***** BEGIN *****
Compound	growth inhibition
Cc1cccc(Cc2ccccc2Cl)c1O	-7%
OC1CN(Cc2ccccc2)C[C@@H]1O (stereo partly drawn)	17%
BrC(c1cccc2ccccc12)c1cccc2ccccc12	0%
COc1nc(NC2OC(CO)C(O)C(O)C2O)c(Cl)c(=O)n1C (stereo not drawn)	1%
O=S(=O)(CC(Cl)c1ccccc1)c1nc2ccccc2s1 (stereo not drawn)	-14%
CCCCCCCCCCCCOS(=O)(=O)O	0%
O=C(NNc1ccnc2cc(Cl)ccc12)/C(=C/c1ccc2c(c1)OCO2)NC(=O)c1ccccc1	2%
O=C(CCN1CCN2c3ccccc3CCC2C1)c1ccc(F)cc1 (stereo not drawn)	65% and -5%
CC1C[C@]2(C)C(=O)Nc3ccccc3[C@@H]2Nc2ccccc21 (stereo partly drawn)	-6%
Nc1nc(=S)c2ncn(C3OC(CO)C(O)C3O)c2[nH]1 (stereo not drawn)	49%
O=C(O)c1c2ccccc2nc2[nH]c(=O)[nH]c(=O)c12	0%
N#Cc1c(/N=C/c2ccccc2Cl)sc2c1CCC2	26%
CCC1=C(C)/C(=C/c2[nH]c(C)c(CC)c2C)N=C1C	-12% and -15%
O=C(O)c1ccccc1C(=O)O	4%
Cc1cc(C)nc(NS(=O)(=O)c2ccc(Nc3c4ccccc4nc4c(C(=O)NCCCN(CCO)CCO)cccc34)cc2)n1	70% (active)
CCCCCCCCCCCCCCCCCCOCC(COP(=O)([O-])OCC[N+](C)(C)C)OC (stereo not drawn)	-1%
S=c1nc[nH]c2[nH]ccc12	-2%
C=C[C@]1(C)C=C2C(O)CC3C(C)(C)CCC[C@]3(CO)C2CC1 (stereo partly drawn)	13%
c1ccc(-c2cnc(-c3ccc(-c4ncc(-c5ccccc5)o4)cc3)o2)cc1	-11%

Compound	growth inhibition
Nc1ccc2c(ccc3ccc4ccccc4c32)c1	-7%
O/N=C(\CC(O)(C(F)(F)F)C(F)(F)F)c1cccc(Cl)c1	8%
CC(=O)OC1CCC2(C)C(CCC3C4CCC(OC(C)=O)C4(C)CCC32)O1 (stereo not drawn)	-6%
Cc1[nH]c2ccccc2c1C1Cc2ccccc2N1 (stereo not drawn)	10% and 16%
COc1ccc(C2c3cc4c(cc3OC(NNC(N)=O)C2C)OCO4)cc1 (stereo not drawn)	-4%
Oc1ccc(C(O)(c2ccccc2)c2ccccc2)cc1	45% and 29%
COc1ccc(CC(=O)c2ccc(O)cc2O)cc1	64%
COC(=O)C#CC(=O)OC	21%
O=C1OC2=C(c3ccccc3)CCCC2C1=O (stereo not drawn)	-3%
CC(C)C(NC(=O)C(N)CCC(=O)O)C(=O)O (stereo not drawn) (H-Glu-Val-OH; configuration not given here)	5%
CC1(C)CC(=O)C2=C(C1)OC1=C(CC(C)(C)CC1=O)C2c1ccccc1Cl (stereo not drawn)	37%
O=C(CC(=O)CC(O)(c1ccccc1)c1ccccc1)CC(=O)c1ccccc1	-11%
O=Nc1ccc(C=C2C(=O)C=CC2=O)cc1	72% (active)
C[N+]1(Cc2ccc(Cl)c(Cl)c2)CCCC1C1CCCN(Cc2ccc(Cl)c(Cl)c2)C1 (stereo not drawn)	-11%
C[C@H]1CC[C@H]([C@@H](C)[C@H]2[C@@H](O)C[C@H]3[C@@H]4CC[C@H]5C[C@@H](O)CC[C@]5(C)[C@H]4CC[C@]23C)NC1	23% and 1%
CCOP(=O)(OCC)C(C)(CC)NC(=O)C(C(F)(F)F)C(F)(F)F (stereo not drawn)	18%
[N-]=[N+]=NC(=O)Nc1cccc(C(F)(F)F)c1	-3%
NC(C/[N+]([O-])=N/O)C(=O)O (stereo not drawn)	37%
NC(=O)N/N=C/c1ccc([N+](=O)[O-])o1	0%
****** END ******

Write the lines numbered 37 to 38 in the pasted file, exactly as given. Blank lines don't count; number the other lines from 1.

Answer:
CCOP(=O)(OCC)C(C)(CC)NC(=O)C(C(F)(F)F)C(F)(F)F (stereo not drawn)	18%
[N-]=[N+]=NC(=O)Nc1cccc(C(F)(F)F)c1	-3%